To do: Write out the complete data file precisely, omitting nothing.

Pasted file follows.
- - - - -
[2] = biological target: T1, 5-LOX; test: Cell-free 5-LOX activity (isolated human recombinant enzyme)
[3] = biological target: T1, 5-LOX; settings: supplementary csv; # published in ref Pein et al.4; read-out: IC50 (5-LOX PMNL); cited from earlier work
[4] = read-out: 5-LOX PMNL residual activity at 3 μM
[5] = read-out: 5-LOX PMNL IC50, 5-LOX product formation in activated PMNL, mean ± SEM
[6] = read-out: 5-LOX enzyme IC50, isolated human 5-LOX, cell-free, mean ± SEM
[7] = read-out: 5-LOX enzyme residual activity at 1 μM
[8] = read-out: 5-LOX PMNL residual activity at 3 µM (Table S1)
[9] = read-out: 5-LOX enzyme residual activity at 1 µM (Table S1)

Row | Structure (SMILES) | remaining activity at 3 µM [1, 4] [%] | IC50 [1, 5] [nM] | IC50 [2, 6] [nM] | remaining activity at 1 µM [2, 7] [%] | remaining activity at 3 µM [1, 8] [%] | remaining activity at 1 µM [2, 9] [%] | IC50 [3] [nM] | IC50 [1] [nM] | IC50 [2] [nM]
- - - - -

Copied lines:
[2] = biological target: T1, 5-LOX; test: Cell-free 5-LOX activity (isolated human recombinant enzyme)
[3] = biological target: T1, 5-LOX; settings: supplementary csv; # published in ref Pein et al.4; read-out: IC50 (5-LOX PMNL); cited from earlier work
[4] = read-out: 5-LOX PMNL residual activity at 3 μM
[5] = read-out: 5-LOX PMNL IC50, 5-LOX product formation in activated PMNL, mean ± SEM
[6] = read-out: 5-LOX enzyme IC50, isolated human 5-LOX, cell-free, mean ± SEM
[7] = read-out: 5-LOX enzyme residual activity at 1 μM
[8] = read-out: 5-LOX PMNL residual activity at 3 µM (Table S1)
[9] = read-out: 5-LOX enzyme residual activity at 1 µM (Table S1)

Row | Structure (SMILES) | remaining activity at 3 µM [1, 4] [%] | IC50 [1, 5] [nM] | IC50 [2, 6] [nM] | remaining activity at 1 µM [2, 7] [%] | remaining activity at 3 µM [1, 8] [%] | remaining activity at 1 µM [2, 9] [%] | IC50 [3] [nM] | IC50 [1] [nM] | IC50 [2] [nM]